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One man’s reading list

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A literary critic recounts the best Ugandan books of 2012

Excluding schoolbooks, about 20 books are published in Uganda every year all genres combined; that is politics, histories, autobiographies and biographies, works of fiction such as novels and collections of short stories, and poetry. Here we present the best titles – published not only in Uganda, but also anywhere, by a Ugandan as the best books of the year 2012.

We looked for thematic pre-occupation, clarity, strength of argument; focus or narrative, colour in language, and style of presentation, and of course, relevance.

Many biographies were published in 2012 but these hard to judge because their strength and goodness depends on the position of the person/subject. We have none on our list.

 

Another is that often distorted genres of literary expression; poetry. Although it is a very sophisticated form, many emerging writers take this direction, and with a boom in self-publishing, many poetry collections are daily churned out – many of them, of course, mediocre. No poetry collection, therefore, made it to this list.

The Corrupt, the Quick and the Dead (Tumusiime Rushedge, 332 Pages – Fountain Publishers)

Arguably the best comprehensive work of fiction published this year, The Quick, The Corrupt and The Dead claims a special place in Uganda’s postcolonial writing. Tumusiime Rushedge, endeared to readers as the `Old Fox’ through his cheeky and ribald escapades that used to run in the Sunday Vision – his novel, published posthumously, offers reminisces of a man whose talent touched and cracked the country.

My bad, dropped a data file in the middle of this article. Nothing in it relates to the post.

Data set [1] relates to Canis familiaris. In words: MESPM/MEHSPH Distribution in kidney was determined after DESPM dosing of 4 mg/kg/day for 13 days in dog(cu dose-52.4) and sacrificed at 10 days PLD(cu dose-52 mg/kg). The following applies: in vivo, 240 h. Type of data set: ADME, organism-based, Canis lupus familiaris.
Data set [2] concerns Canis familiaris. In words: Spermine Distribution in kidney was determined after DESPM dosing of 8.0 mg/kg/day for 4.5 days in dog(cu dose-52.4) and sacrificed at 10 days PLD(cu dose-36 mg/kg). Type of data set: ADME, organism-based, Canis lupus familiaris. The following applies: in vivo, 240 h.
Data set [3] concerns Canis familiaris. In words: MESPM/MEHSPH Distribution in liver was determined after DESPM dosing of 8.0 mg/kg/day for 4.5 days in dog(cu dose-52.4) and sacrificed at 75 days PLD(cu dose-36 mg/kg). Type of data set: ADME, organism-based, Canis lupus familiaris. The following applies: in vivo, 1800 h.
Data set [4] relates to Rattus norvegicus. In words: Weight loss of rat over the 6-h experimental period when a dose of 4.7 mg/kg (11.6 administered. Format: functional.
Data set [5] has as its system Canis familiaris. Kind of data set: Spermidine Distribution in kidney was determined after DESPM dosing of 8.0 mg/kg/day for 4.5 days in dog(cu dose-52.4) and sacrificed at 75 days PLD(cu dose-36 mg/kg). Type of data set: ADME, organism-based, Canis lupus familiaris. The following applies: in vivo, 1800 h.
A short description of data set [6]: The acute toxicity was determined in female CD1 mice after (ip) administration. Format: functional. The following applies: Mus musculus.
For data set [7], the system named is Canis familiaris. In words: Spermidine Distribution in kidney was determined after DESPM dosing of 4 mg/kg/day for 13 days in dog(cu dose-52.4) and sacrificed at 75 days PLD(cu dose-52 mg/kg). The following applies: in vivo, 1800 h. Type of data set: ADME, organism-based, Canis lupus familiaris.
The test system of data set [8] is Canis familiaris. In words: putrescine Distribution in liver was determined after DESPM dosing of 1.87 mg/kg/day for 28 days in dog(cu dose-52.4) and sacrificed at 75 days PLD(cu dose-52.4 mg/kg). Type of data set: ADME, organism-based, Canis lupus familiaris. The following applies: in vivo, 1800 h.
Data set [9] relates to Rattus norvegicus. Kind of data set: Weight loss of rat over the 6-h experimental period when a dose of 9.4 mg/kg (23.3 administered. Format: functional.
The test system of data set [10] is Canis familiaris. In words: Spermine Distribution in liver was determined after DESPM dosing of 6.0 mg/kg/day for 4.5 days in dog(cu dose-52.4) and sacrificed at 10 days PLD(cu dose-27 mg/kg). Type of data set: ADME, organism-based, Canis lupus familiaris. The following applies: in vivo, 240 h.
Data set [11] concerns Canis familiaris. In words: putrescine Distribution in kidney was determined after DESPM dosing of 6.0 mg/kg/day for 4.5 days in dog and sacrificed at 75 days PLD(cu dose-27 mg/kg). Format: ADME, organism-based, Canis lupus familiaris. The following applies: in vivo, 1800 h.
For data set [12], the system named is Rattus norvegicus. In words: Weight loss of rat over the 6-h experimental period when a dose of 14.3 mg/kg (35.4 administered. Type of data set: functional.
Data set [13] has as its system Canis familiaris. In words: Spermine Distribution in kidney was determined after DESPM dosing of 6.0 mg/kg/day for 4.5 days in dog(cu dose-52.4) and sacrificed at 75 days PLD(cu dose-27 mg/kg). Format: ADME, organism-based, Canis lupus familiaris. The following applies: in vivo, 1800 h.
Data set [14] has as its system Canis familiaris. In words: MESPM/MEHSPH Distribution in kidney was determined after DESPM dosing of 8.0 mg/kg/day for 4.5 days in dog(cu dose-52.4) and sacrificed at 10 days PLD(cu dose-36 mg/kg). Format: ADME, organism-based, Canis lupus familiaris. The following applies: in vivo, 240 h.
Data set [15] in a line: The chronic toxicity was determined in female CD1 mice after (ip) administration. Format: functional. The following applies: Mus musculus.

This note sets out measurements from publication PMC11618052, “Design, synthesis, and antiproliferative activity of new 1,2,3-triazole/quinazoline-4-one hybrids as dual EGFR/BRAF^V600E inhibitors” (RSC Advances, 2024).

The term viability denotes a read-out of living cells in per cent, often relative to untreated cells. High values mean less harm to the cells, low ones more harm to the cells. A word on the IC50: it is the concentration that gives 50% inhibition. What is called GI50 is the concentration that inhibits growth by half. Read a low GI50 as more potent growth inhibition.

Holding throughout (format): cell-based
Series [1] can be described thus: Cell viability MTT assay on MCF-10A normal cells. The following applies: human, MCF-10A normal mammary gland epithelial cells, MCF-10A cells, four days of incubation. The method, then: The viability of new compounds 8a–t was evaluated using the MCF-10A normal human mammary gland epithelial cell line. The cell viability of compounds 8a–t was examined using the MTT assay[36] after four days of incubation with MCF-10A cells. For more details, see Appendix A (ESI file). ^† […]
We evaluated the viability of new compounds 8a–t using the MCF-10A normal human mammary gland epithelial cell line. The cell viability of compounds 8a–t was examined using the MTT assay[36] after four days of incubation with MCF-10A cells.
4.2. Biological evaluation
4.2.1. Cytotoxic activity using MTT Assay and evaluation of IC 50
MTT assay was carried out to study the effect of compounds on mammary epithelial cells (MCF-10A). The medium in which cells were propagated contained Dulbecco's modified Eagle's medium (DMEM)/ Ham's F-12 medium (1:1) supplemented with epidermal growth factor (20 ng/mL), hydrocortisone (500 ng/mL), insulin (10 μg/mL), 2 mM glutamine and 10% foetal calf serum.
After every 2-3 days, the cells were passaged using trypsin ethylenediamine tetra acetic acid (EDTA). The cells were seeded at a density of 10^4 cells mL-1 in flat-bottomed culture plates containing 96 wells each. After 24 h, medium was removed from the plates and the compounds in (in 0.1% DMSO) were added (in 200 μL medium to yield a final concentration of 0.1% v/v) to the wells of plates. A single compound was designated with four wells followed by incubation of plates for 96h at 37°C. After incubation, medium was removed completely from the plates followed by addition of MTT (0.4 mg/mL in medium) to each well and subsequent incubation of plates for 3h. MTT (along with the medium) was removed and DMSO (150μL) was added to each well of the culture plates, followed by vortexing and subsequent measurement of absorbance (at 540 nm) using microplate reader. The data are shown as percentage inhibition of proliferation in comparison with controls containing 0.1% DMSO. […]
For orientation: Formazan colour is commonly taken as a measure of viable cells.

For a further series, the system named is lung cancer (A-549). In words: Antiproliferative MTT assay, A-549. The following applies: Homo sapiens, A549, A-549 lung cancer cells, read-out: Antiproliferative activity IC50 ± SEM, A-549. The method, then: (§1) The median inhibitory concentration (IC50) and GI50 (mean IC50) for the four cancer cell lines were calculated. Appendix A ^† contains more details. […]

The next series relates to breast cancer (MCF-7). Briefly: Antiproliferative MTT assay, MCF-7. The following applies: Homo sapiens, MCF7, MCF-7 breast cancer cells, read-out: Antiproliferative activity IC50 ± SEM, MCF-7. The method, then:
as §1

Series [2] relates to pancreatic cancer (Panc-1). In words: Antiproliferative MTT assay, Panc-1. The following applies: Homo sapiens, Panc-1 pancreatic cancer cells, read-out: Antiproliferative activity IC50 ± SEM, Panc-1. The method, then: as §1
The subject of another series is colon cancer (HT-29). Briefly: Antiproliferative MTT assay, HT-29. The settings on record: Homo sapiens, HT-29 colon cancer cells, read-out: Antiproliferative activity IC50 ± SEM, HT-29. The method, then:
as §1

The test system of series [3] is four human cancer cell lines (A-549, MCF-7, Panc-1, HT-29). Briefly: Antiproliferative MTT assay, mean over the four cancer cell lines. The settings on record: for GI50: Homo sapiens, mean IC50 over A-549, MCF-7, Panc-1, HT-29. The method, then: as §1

The Quick, the Corrupt and the Dead is a story of a wealthy, cunning and roguish fellow, Festo Sempa. He is as corrupt as he is generous; rich as he is scandalous, daring as he is dangerous. He has destroyed as many lives as he has saved; beaten as many women as he has slept with.

Sempa has invested in all sorts of businesses ranging from real estate, transport, and entertainment to Pentecostal evangelism. In other words, he has done all that the wealthy can.

As the old English adage goes, there is always a “but” in everything: Sempa has failed to sire an heir. This has not turned him into a serial womaniser, but has gotten him many enemies; business partners, police officers, women, and whores.

How does a story as complex as this, involving the use of poison, gunfire, bribes, faith, and sex to score varied ends, get resolved?  It is absorbing, gripping and narrated with the perfection of an old hand – the Old Fox.

Henry Barlow: A Romanticist Reading (Alice Jossy Kyobutungi, 192 Pages – Bishop Stuart University)

For many who have read Henry Barlow’s poetry, it is the poem, “Building the Nation” that is recalled most vividly – for its satirical treatment of the painful line between a senior officer and his junior – captured through a PS and his driver.

As much critical reception of Barlow’s poem has always done, it is the form and content that is appreciated – not the theoretical pulse. Reading his complete poetry collection, Building the Nation and other Poems, published in 2002, Alice Jossy Kyobutungi is telling us that in Henry Barlow, Uganda produced an own (or even better) version of William Wordsworth, Samuel Taylor Coleridge, John Keats, Lord Byron – and the several other poets of the Romantic tradition. It is a wonderful read not only bringing Barlow back to life, but also opening new nuances hitherto ignored in Barlow’s work.

One Little Guitar: The Words of Paul Job Kafeero (Editor, Kathryn Barrett-Gaines, 290 Pages, Fountain Publishers).